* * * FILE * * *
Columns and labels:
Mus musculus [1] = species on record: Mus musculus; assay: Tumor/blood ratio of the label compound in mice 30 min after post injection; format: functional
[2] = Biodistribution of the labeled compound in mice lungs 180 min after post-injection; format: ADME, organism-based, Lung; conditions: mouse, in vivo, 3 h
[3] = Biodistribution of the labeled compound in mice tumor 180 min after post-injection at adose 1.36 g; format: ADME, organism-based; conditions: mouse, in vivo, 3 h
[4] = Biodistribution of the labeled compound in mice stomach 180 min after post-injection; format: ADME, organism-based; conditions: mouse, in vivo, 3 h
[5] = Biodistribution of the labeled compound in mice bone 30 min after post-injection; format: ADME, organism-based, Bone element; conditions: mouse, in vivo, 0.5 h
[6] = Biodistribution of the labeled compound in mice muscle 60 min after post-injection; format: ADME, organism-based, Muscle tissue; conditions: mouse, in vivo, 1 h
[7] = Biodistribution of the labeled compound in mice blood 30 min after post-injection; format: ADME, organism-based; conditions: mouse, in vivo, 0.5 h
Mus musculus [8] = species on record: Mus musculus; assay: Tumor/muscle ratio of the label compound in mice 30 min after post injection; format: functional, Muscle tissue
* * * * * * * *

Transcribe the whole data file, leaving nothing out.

Columns and labels:
Mus musculus [1] = species on record: Mus musculus; assay: Tumor/blood ratio of the label compound in mice 30 min after post injection; format: functional
[2] = Biodistribution of the labeled compound in mice lungs 180 min after post-injection; format: ADME, organism-based, Lung; conditions: mouse, in vivo, 3 h
[3] = Biodistribution of the labeled compound in mice tumor 180 min after post-injection at adose 1.36 g; format: ADME, organism-based; conditions: mouse, in vivo, 3 h
[4] = Biodistribution of the labeled compound in mice stomach 180 min after post-injection; format: ADME, organism-based; conditions: mouse, in vivo, 3 h
[5] = Biodistribution of the labeled compound in mice bone 30 min after post-injection; format: ADME, organism-based, Bone element; conditions: mouse, in vivo, 0.5 h
[6] = Biodistribution of the labeled compound in mice muscle 60 min after post-injection; format: ADME, organism-based, Muscle tissue; conditions: mouse, in vivo, 1 h
[7] = Biodistribution of the labeled compound in mice blood 30 min after post-injection; format: ADME, organism-based; conditions: mouse, in vivo, 0.5 h
Mus musculus [8] = species on record: Mus musculus; assay: Tumor/muscle ratio of the label compound in mice 30 min after post injection; format: functional, Muscle tissue